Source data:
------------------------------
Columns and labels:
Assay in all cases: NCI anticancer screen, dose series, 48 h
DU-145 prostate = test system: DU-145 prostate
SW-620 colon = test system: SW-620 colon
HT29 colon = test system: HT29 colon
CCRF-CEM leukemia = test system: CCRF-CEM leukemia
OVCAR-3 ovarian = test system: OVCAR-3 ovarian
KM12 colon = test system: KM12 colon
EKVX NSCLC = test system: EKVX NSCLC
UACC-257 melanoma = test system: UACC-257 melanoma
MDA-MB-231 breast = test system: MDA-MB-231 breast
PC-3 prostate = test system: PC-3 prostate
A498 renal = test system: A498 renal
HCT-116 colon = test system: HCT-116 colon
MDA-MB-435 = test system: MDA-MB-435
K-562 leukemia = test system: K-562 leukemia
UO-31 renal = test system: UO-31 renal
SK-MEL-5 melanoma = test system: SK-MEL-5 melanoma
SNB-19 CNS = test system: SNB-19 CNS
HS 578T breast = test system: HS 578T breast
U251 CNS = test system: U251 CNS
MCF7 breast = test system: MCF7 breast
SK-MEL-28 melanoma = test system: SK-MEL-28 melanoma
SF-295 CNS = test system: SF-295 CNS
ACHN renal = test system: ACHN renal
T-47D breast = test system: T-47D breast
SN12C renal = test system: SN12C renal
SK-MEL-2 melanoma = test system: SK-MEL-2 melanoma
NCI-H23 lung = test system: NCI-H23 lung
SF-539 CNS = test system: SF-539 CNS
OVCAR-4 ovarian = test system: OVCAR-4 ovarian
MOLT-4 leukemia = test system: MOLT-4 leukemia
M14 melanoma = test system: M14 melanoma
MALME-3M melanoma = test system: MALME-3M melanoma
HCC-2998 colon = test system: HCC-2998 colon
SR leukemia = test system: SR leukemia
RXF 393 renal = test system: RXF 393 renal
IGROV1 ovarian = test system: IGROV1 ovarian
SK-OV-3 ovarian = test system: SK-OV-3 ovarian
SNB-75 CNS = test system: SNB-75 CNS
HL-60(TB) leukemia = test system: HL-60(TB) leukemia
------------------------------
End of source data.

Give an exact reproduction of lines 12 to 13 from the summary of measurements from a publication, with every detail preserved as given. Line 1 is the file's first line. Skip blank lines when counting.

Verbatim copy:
PC-3 prostate = test system: PC-3 prostate
A498 renal = test system: A498 renal